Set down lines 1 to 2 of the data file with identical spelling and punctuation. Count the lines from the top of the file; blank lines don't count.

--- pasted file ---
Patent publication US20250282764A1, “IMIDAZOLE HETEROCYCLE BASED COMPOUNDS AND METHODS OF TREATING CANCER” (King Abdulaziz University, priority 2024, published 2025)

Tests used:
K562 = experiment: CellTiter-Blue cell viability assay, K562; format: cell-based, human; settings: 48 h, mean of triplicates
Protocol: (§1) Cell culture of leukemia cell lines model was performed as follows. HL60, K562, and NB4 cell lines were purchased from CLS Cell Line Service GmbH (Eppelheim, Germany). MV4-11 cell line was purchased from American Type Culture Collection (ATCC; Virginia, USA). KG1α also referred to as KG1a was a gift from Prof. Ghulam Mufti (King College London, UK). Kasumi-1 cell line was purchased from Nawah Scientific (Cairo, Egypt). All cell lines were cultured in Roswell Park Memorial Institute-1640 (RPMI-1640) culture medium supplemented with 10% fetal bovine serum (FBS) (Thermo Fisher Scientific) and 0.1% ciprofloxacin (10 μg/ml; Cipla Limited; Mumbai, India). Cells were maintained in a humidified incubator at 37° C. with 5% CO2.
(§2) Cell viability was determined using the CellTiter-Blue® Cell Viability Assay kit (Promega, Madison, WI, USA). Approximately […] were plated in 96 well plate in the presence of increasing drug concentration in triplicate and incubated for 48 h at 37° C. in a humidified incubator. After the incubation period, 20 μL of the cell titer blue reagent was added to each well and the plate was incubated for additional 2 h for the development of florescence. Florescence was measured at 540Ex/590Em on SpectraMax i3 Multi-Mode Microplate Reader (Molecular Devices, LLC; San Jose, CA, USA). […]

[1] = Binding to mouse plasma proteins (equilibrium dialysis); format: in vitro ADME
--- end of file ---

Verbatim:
Patent publication US20250282764A1, “IMIDAZOLE HETEROCYCLE BASED COMPOUNDS AND METHODS OF TREATING CANCER” (King Abdulaziz University, priority 2024, published 2025)

Tests used: